New York City Sees $60 Billion in TV and Film Production Over the Last Decade

Mayor Michael Bloomberg
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He was newly elected when he welcomed moviegoers to the first TFF in 2002 and recalls that it filled Lower Manhattan "with energy and excitement."

Mayor Bloomberg also heralded 30,000 production jobs created in the city since 2004.

The original home of show business, New York City is making a comeback.

Mayor Michael Bloomberg announced on Tuesday that the film and television industry has spent $60 billion on production in the five boroughs over the past decade, according to analysis conducted by the Boston Consulting Group. That included $7.1 billion in direct spending in 2011, marking an increase in $2 billion annually since 2002. There are 130,000 people employed by the TV and film industries in the city.

"This report confirms what I’ve been seeing on sets and soundstages around the city – the film and television industry in New York City has never been bigger,” Bloomberg said in a statement. “In fact, our entire media landscape – from digital media to advertising – has shown strong growth throughout the economic downturn. The strength of these industries is a key reason we’ve weathered the recession better than the rest of the country – and it is confirmation that our strategy to diversify our economy is working.”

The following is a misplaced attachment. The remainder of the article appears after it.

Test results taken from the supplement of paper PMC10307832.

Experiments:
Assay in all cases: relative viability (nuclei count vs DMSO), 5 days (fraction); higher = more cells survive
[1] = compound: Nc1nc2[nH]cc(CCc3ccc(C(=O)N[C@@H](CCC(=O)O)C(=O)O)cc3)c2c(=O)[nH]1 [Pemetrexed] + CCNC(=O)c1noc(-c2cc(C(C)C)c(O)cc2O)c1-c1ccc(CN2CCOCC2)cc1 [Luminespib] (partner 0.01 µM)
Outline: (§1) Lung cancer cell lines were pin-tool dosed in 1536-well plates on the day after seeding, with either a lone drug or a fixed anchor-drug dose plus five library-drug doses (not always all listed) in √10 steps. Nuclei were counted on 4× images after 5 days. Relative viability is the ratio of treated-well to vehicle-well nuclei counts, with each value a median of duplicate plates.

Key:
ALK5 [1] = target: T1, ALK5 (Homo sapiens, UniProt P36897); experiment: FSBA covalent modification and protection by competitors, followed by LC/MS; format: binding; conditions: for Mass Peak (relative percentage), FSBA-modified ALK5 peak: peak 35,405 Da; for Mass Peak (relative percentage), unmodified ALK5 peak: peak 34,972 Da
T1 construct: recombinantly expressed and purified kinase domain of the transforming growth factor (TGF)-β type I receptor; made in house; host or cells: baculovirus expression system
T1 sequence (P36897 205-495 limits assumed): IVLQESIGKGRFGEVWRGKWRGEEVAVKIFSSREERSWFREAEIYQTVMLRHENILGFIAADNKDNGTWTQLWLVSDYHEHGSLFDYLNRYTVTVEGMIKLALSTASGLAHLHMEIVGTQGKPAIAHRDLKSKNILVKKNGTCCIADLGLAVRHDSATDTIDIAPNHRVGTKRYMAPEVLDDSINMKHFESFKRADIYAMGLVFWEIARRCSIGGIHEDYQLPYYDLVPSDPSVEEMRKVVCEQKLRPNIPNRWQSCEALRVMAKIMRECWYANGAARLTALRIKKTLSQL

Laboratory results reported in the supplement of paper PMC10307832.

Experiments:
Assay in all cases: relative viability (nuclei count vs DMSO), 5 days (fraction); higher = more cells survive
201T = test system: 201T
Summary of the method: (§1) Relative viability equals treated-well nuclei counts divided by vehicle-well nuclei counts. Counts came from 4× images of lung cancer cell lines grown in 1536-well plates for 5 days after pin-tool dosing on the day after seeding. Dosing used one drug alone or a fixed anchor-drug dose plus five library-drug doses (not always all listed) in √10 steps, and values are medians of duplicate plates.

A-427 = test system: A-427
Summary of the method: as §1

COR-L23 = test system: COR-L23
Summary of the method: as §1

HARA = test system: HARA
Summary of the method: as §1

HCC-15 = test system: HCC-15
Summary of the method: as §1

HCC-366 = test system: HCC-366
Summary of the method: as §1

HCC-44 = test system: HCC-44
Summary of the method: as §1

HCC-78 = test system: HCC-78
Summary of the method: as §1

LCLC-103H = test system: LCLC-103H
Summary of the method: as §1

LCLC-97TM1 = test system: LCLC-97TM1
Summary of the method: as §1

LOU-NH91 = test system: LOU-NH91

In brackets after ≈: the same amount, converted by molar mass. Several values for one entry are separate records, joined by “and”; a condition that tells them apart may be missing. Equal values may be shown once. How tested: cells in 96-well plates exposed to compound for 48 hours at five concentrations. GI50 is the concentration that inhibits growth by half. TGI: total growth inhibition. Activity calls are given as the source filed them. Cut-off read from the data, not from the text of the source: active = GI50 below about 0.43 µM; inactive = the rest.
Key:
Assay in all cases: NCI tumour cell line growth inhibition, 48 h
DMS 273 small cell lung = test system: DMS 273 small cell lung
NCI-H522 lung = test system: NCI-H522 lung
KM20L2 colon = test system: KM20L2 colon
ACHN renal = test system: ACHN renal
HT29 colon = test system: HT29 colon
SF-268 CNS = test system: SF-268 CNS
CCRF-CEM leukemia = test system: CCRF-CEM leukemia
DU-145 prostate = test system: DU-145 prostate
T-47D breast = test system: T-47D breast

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The Mayor has prioritized filming and post-production in New York, offering tax incentives to production companies and helping to open new facilities including five new soundstages at Steiner Studios in Brooklyn this past March. Shows such as 30 Rock, Girls and Gossip Girl shoot in New York City, while films of all budgets, including Marvel's record-setting blockbuster The Avengers, lens in the city as well.

In a recent essay for The Hollywood Reporter, Bloomberg listed his top ten reasons to shoot in New York, including top level crews, online permits and A-list talent. 

NBC just announced a $190 million upgrade to its midtown Rockefeller Studios, which will contain sustainable energy improvements.